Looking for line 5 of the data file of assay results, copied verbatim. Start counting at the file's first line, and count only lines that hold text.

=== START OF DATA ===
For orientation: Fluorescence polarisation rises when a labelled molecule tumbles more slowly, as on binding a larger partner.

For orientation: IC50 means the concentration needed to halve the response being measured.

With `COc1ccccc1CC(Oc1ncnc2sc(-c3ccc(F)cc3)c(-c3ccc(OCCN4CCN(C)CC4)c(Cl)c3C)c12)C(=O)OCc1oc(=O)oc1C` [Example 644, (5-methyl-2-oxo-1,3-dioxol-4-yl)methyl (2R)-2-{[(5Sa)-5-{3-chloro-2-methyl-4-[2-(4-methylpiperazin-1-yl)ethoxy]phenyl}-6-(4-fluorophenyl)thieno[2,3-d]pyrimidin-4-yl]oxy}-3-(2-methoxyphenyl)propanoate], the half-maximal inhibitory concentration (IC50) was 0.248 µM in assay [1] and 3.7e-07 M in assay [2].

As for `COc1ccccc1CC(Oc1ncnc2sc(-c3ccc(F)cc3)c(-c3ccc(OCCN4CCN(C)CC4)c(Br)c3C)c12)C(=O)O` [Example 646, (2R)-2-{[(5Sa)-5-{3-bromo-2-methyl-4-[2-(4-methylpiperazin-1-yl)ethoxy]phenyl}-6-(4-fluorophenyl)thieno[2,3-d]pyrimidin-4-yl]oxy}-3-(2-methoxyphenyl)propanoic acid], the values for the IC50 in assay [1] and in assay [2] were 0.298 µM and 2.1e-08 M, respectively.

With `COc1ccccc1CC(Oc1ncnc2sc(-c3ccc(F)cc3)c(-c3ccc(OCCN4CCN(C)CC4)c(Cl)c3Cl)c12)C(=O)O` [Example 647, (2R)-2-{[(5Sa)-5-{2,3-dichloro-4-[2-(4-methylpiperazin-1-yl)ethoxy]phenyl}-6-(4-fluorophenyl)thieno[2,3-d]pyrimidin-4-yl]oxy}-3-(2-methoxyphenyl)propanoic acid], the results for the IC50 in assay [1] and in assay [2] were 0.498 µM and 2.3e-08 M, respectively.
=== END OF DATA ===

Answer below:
With `COc1ccccc1CC(Oc1ncnc2sc(-c3ccc(F)cc3)c(-c3ccc(OCCN4CCN(C)CC4)c(Cl)c3Cl)c12)C(=O)O` [Example 647, (2R)-2-{[(5Sa)-5-{2,3-dichloro-4-[2-(4-methylpiperazin-1-yl)ethoxy]phenyl}-6-(4-fluorophenyl)thieno[2,3-d]pyrimidin-4-yl]oxy}-3-(2-methoxyphenyl)propanoic acid], the results for the IC50 in assay [1] and in assay [2] were 0.498 µM and 2.3e-08 M, respectively.